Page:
Teaching Local History using Digital Methods
“British Again Striking Hard on Somme Front Capture Two Lines of German Trenches” reads a banner headline in the Harrisburg Telegraph from September 22, 1916. Other headlines from the front page that day include everything from a parade and open air dance in the market square to a report on the US Department of Justice antitrust proceedings against “the Reading coal ‘barons.’”
The front page is available online as part of Digital Harrisburg, a digital public history project that explores “the history, society, and culture of Harrisburg, PA.” Bright and early on January 5th, a group of historians associated with the project will gather together at the 2018 AHA annual meeting in Washington, DC, to discuss how it serves students, the local community, and the institutions it emerged from. A collaboration between Messiah College and Harrisburg College, Digital Harrisburg has been running for several years and contains materials digitized by students in history and the computer sciences. With its attention to local history, Digital Harrisburg engages undergraduates in digitization, transcription, and creation of datasets; teaches GIS and data science skills; and allows students to work collaboratively across disciplines to better understand their city’s history.
This session is not alone in its attention to the themes of place and locality. A number of sessions at the annual meeting explore how digital history in the classroom can be valuable to the community, the institutions, the departments, and the undergraduate students involved. AHA18 attendees interested in undergraduate project-driven learning should also head to the session on the History Harvest. Begun at the University of Nebraska, History Harvests combine public history, digital methods, and local community engagement. They can be held anywhere by anyone and involve digitization of objects brought to a “harvest” by members of the local community. At this roundtable session, participants will talk about the pedagogical and historical aims of the projects and offer practical advice about holding a harvest. (For an inside view of what a History Harvest looks like, check out the March 2017 issue of Perspectives on History.)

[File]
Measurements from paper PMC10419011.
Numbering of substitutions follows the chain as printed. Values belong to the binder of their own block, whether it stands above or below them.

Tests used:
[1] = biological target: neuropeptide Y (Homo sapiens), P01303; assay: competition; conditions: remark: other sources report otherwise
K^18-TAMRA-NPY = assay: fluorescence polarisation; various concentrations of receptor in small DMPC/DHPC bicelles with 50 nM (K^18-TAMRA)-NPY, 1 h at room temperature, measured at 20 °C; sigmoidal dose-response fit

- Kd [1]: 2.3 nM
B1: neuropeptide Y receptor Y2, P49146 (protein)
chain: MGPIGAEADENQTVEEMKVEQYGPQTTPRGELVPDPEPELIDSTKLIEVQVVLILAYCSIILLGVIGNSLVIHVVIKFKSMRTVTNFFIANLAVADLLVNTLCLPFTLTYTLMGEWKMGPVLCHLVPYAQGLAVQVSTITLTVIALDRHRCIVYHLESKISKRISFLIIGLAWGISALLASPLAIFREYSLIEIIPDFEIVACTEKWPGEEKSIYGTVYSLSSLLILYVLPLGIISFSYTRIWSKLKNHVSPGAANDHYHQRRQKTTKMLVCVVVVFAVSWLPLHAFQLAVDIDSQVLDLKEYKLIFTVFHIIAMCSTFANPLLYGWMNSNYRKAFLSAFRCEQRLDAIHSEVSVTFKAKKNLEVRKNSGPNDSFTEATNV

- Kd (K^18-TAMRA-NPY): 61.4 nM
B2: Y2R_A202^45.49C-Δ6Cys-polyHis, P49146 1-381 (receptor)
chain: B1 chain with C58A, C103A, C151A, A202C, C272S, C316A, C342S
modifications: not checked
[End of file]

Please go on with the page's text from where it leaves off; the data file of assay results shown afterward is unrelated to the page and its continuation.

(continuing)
“Digital Humanities and Pedagogy: Three History Projects in the Classroom” also provides examples of digital pedagogy projects that have a local emphasis. The session will explore the efficacy of implementing these projects in the classroom and what their benefits and pitfalls might be. Along similar lines, “Teaching Hidden History: Learning by Developing Digital Modules” takes an in-depth look at a graduate digital history course for K–12 social studies teachers.
As has become the norm, digital history is a big part of the offerings at the annual meeting this year, and there are sessions that will appeal to scholars and teachers who are interested in implementing digital methods in the classroom, as well as those interested in other approaches to digital scholarship. Digital history at this year’s AHA annual meeting is methodological, historical, historiographical, public, and pedagogical. In addition to those I’ve highlighted there are a range of sessions that explore the impact of the digital on historical knowledge and scholarship and the ways in which argumentation in digital history works. There are also research-focused presentations, such as the one I’m chairing on 3D virtual reconstruction.
All sessions and related activities, including such nontraditional formats as the digital projects lightning round, the digital drop-in where scholars can get advice on digital tools, and of course the reception for all things digital, can be found in this guide to Digital History at the Annual Meeting.
This post first appeared on AHA Today.
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